Is ASGN (NYSE:ASGN) using too much debt?

Legendary fund manager Li Lu (whom Charlie Munger once backed) once said, “The greatest risk in investing is not price volatility, but whether you will suffer a permanent loss of capital. When we think of a company’s risk, we always like to look at its use of debt, because over-indebtedness can lead to ruin. Like many other companies ASGN Incorporated (NYSE: ASGN) uses debt. But the real question is whether this debt makes the business risky.

When is debt dangerous?

Debt and other liabilities become risky for a business when it cannot easily meet those obligations, either with free cash flow or by raising capital at an attractive price. An integral part of capitalism is the process of “creative destruction” where bankrupt companies are mercilessly liquidated by their bankers. However, a more common (but still painful) scenario is that it has to raise new equity at a low price, thereby permanently diluting shareholders. Of course, many companies use debt to finance their growth, without any negative consequences. When we look at debt levels, we first consider cash and debt levels, together.

See our latest analysis for ASGN

What is ASGN’s debt?

The chart below, which you can click on for more details, shows that ASGN had US$1.03 billion in debt as of September 2021; about the same as the previous year. However, since he has a cash reserve of $679.4 million, his net debt is less, at around $354.1 million.

NYSE: ASGN Debt to Equity History January 14, 2022

A look at ASGN’s responsibilities

Zooming in on the latest balance sheet data, we can see that ASGN had liabilities of US$591.0 million due within 12 months and liabilities of US$1.20 billion due beyond. On the other hand, it had a cash position of 679.4 million dollars and 697.7 million dollars of receivables at less than one year. Thus, its liabilities total $415.0 million more than the combination of its cash and short-term receivables.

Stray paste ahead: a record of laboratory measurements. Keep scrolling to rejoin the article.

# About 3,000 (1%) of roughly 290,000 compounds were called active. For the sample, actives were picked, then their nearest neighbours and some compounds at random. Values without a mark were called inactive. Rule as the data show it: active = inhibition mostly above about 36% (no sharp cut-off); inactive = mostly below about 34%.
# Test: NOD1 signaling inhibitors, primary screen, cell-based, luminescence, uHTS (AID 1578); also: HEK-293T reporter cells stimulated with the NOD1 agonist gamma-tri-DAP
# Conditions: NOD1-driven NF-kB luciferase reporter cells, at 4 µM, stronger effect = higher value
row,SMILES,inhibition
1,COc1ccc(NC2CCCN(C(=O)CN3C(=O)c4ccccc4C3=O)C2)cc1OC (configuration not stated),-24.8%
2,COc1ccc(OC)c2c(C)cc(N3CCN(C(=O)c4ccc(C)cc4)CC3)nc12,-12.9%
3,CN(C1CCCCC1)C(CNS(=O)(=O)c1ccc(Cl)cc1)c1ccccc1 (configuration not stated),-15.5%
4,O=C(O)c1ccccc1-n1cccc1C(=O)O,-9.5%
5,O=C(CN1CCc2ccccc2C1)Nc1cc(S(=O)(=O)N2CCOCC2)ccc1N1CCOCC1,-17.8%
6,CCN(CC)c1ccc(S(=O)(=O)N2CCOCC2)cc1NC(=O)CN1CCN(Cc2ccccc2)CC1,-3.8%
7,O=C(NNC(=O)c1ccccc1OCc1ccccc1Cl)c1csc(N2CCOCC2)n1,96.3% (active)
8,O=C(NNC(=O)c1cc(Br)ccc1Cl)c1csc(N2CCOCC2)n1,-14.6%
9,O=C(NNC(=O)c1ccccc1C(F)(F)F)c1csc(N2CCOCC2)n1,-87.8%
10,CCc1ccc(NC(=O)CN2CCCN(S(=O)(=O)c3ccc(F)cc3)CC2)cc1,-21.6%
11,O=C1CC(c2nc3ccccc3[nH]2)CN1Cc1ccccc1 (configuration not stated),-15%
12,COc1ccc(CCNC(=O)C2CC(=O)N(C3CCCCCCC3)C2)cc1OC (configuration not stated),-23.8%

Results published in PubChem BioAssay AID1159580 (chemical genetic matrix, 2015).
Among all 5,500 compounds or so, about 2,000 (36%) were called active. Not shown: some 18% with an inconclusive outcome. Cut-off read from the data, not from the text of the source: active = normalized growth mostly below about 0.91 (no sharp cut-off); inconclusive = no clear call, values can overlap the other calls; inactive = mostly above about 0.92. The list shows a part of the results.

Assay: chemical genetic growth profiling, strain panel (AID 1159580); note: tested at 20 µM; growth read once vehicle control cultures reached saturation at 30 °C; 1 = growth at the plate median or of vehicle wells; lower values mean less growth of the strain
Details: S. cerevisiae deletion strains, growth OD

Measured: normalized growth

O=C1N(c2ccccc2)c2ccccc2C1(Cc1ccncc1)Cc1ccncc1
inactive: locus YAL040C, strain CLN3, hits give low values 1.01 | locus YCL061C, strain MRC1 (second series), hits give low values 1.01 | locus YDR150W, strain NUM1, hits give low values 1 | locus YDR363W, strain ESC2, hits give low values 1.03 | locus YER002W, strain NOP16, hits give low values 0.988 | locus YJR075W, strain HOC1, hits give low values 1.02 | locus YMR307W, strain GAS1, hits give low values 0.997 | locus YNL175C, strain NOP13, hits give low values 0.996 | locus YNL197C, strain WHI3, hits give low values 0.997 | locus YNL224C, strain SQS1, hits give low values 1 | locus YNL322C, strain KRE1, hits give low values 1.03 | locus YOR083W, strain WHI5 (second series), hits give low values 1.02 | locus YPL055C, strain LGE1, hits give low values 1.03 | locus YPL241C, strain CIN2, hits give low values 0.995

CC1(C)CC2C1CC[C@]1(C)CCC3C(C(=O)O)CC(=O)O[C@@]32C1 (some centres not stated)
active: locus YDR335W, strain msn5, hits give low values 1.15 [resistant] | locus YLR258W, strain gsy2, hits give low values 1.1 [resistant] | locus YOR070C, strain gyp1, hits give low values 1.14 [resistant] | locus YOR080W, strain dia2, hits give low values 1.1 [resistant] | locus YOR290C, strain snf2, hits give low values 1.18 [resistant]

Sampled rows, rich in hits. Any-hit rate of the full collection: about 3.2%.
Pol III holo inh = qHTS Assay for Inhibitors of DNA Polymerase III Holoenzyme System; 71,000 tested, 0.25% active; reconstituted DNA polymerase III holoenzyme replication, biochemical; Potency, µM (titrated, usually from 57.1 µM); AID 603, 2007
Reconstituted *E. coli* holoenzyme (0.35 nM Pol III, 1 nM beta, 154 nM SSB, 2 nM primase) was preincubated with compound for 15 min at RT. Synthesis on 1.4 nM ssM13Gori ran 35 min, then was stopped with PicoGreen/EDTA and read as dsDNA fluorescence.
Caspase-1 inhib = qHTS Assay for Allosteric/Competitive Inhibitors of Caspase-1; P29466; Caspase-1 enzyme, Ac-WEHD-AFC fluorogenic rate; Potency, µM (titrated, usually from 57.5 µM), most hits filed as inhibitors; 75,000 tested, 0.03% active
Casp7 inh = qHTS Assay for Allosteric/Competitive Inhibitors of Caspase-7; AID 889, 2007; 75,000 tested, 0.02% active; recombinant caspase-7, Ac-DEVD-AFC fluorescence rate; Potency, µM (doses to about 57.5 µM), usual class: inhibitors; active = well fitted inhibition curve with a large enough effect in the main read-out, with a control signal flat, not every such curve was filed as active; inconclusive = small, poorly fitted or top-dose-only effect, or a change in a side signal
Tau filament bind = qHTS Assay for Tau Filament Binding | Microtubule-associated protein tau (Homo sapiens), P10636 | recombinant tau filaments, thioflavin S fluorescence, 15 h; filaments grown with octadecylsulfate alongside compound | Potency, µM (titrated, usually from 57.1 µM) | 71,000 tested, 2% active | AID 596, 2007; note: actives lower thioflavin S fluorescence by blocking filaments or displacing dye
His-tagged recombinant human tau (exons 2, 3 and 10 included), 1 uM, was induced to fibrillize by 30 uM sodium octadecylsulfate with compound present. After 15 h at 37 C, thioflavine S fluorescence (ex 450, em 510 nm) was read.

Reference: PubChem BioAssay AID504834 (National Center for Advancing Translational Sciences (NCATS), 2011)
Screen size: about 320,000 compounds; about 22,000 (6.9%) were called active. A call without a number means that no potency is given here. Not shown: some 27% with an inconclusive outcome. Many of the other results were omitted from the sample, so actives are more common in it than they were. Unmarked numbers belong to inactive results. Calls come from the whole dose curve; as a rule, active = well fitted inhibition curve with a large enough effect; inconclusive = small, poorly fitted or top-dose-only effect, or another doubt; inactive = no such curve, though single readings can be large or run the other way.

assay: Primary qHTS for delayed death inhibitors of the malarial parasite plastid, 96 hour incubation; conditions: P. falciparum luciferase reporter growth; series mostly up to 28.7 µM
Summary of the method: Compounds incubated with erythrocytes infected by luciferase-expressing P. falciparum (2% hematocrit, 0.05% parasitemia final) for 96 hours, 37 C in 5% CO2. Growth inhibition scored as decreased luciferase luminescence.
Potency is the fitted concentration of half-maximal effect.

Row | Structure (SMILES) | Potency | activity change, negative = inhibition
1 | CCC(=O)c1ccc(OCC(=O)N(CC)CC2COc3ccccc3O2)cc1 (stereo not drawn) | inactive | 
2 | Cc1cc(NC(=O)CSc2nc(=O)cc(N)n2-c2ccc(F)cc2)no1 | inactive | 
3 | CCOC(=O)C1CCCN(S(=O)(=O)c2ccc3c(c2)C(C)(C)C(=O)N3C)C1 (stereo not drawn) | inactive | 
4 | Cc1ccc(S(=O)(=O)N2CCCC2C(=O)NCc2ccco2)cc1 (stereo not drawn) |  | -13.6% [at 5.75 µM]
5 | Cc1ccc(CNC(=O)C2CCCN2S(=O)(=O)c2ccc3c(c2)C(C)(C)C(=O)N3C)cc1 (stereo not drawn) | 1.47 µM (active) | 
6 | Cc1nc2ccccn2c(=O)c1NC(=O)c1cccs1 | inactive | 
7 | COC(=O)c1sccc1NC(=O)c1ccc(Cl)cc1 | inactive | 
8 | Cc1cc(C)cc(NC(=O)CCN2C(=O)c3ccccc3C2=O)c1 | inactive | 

Given that ASGN has a market capitalization of US$6.16 billion, it’s hard to believe that these liabilities pose a big threat. However, we think it’s worth keeping an eye on the strength of its balance sheet, as it can change over time.

We measure a company’s leverage against its earning power by looking at its net debt divided by its earnings before interest, taxes, depreciation and amortization (EBITDA) and calculating how easily its earnings before interest and taxes (EBIT ) covers its interest charge (interest coverage). Thus, we consider debt to earnings with and without amortization and depreciation expense.

ASGN has a net debt of just 0.79 times EBITDA, indicating that it is certainly not an imprudent borrower. And this view is supported by strong interest coverage, with EBIT amounting to 9.6 times interest expense over the past year. Another good sign, ASGN was able to increase its EBIT by 24% in twelve months, thus facilitating the repayment of its debt. The balance sheet is clearly the area to focus on when analyzing debt. But ultimately, the company’s future profitability will decide whether ASGN can strengthen its balance sheet over time. So if you want to see what the professionals think, you might find this free analyst earnings forecast report interesting.

Finally, a business needs free cash flow to pay off its debts; book profits are not enough. We must therefore clearly examine whether this EBIT generates a corresponding free cash flow. Fortunately for all shareholders, ASGN has actually produced more free cash flow than EBIT over the past three years. There’s nothing better than incoming money to stay in the good books of your lenders.

Our point of view

The good news is that ASGN’s demonstrated ability to convert EBIT into free cash flow delights us like a fluffy puppy does a toddler. And this is only the beginning of good news since its EBIT growth rate is also very encouraging. Given this set of factors, it seems to us that ASGN is quite cautious with its debt, and the risks seem well controlled. So we are not worried about using a little leverage on the balance sheet. When analyzing debt levels, the balance sheet is the obvious starting point. But at the end of the day, every business can contain risks that exist outside of the balance sheet. To this end, you should be aware of the 1 warning sign we spotted with ASGN.

In the end, it’s often best to focus on companies that aren’t in debt. You can access our special list of these companies (all with a track record of earnings growth). It’s free.

This Simply Wall St article is general in nature. We provide commentary based on historical data and analyst forecasts only using unbiased methodology and our articles are not intended to be financial advice. It is not a recommendation to buy or sell stocks and does not take into account your objectives or financial situation. Our goal is to bring you targeted long-term analysis based on fundamental data. Note that our analysis may not take into account the latest announcements from price-sensitive companies or qualitative materials. Simply Wall St has no position in the stocks mentioned.


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John A. Bogar